I have reacted in my normal way as well, by baking.
I recently discovered the existence of Cookies in a Cup and you guys, I will never go back. I made the sugar cookie a few days ago; it was good, if a bit bland, but that’s what you expect from a sugar cookie. The peanut butter cookie (the second picture) didn’t cook all the way, so darn, I had to eat a not-quite-cooked peanut butter cookie. It was the worst, obviously. I didn’t take the pictures of the animals while the peanut butter spoon was sticking out of my mouth, because clearly I wouldn’t do such a thing.
Anyway, it’s also close to Halloween, and so this week I Haunted Leesburg.
Amanda and I traded back and forth on playing the Widow. Apparently Amanda was the only one who decided to stay in character for the group photos.
Except Joe, by accident.
Here is me as the Widow:
Occasionally in my life I try out a new flash game. At first they were nothing but puzzle games or classic arcade-style games, like Bejeweled or Bubble Spinner 2 (but not the original. Never the original). Then I discovered Tower Defense Games. Desktop Tower Defense is obviously the best, obviously. Then I guess I started hating myself, because then I tried out other games. New games. Crazy games. Games like Killbot, This is Only Level 3, and Pursuit of Hat. Games like Red Remover, Jelly Cannon, and Isoball. You know, difficult games.
My latest form of avoiding suicide is Tiny Mice Love Cheese, which is kind of like Isoball, in that you only get a few direction items to direct the object (mice) towards the goal (the bigger cheese). And it’s pathetic. I normally start faltering around level 12 or 15, but I can’t get past level 6. Level 6.
It’s better than trying to listen to my philosophy teacher explaining what it is, exactly, that a philosopher does (it’s study philosophy better than the other philosophers do).
Yes I know we watched this in animation class last semester. I don’t care. I wanted to see Cab Calloway do some kickballs.
This is Max Fleischer’s Snow White, with Betty Boop as the man character. I like Max Fleischer’s stuff. It really feels like animation, you know? You get the sense that every frame of that was drawn. I was just amazed at the stepmother’s mirror. Who comes up with that? One second she’s sticking her head through it, then suddenly it has its own sentient, corporal face of its own. Then it’s a shovel, and then she can fit her whole body through it to transform her appearance. It’s just pure brilliance. You don’t see that in mainstream animation these days. Betty Boop was mainstream! It was mainstream before mainstream was cool. Then the Hayes Code, blah blah blah…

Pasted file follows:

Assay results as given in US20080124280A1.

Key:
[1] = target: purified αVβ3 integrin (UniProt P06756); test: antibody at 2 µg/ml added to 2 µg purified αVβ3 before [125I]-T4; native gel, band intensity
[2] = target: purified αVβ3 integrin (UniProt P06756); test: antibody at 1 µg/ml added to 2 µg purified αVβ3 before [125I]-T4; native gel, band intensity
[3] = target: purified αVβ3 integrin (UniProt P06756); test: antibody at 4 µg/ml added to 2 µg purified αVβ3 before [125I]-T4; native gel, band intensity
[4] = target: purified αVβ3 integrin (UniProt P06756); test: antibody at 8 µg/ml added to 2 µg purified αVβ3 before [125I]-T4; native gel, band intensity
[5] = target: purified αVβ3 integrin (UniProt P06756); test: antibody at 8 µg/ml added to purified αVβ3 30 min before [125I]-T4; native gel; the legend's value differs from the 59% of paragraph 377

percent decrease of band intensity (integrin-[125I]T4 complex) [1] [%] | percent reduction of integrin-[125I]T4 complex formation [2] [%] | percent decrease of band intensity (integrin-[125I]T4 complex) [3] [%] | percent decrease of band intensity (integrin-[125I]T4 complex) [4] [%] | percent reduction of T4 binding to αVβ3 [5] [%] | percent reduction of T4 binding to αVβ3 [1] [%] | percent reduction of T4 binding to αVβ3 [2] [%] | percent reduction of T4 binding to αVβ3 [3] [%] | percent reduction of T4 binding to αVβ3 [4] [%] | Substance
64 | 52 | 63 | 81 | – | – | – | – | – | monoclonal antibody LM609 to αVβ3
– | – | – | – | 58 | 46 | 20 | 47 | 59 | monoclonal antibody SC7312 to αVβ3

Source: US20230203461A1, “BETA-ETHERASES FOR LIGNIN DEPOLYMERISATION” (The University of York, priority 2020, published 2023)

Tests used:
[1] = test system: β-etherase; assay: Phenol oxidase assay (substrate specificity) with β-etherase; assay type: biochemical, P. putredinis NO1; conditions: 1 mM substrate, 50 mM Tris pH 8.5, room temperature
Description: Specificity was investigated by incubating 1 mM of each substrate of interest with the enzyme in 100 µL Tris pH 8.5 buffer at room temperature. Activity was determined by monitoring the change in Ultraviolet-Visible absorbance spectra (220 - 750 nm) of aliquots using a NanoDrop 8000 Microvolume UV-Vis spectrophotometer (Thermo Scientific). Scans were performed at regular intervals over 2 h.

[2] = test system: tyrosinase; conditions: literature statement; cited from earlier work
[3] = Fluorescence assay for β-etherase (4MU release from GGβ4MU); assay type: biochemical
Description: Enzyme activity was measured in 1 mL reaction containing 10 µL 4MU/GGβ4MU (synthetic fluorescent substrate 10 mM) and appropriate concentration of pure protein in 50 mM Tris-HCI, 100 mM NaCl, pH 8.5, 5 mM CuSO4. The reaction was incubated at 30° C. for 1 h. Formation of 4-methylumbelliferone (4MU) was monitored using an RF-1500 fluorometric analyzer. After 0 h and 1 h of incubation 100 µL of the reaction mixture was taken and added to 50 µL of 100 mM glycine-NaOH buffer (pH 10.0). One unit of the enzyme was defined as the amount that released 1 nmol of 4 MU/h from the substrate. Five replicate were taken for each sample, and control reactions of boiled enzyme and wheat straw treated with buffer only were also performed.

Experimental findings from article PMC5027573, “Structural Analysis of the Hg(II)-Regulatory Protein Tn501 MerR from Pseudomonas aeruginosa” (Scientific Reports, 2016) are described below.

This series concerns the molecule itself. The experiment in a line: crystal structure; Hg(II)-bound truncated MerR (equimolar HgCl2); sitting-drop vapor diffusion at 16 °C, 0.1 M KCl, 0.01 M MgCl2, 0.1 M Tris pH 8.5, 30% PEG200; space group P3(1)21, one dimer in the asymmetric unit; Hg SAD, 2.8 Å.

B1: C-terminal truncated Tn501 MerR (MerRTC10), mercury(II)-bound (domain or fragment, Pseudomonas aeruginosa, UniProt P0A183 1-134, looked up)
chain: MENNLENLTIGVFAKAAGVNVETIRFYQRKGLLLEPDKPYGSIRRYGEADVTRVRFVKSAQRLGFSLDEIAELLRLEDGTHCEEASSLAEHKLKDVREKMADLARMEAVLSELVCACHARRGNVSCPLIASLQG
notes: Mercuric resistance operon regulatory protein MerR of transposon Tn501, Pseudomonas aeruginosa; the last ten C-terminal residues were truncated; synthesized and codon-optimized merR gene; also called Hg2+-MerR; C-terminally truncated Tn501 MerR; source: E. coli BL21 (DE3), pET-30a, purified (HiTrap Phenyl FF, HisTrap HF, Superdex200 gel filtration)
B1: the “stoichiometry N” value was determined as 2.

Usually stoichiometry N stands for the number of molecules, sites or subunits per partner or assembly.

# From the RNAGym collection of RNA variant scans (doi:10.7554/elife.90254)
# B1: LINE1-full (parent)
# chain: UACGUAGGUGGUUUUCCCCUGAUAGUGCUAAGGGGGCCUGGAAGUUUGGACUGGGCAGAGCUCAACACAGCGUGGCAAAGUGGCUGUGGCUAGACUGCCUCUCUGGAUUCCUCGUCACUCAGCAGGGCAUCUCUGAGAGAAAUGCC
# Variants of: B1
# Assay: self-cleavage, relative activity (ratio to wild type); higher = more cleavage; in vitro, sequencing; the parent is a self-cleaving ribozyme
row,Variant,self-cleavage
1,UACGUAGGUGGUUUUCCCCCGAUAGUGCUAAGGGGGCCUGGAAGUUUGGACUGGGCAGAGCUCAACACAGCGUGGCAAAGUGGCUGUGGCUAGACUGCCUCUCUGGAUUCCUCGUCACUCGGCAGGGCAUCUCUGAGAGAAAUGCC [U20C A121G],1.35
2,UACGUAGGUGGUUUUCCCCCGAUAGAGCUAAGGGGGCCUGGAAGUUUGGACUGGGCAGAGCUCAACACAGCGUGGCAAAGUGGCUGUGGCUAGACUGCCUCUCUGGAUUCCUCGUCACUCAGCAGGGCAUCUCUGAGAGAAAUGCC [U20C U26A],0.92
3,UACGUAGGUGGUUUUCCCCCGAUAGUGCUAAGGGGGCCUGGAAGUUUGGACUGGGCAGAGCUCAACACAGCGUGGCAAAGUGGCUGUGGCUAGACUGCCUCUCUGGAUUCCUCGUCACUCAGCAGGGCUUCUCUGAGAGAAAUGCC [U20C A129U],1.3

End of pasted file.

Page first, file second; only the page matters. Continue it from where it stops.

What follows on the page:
I wasn’t really a fan of the song, though.
I want to see my stepmama, stepmama, stepmama
I want to see my stepmama–
–Her stepmama the queen!
Really? There’s no other way to establish that the evil queen is Betty Boop’s stepmother, other than straight-up telling the audience?
Also, how was Betty Boop a sex symbol? She lacks both a nose and a neck. I have been told, by informed sources, that women with necks are generally preferred.
Mmmmm, I like it when a woman’s mouth comes right out of her collarbone.
So my swing club has a favorite dance hall, and they’re having an anniversary party. At first I thought I shouldn’t go — I have three papers due in the next week.
Then I remembered that one of my papers is on the folklore of neo-swing dance, so I told myself that it was “research” and decided to go. But!
Stepmother: Well, I see no reason why you can’t go… if you get all your work done.
Cinderella: Oh, I will. I promise.
Stepmother: And, if you can find something suitable to wear.
Cinderella: I’m sure I can. Oh, thank you, Stepmother.
Drizella: Mother, do you realize what you just said?
Stepmother: Of course. I said, “If.”
Obviously a crucial part of the scheme was buying a ticket to go to the party. But what if, for some insane reason, the website wouldn’t accept my card, despite the fact that there was plenty of money on the card?
But we all have our own little fairy godmothers, and so I managed to find a way to get to the ball. Despite the fact that I bare an odd resemblance to Drizella.
I’m writing a paper on the folklore and culture of swing dancing, and what could exemplify that more than this classic cartoon of Tom and Jerry, called “Zoot Suit”? The suit that Tom makes to impress his ladyfriend is called zoot suit. “Zoot” is probably a redundancy of “suit”, according to the Oxford English Dictionary, which answers…nothing, I guess. Because they required a ridiculous amount of material, the suits were banned during wartime.
The Cherry Poppin’ Daddies’ song “Zoot Suit Riot” is about the, well, the Zoot Suit Riot. Basically during World War II, some Navy and Marines got into a fight with some Mexican-Americans (and Filipino-Americans). The uniformed guys thought they were unpatriotic, and the civilians thought they were racist. There were, even then, a lot of Latino men in the military, and these civilians resented that. But it was a fight, so.
Who’s that whisperin’ in the trees? It’s two sailors and they’re on leave
Pipes and chains and swingin’ hands, who’s your daddy? Yes I am
Two sailors are home on leave, looking to get laid.
Fat cat came to play, now he can’t run fast enough
You’d best stay away, when the pushers come to shove
Uh…someone wants to push…something…tip it over the edge? We’ll skip to the next verse.
You got me in a sway and I want to swing you done
Now you sailors know where your women come for love
Them’s fightin’ words!
Zoot suit riot, throw back a bottle of beer
Zoot suit riot, pull a comb through your coal black hair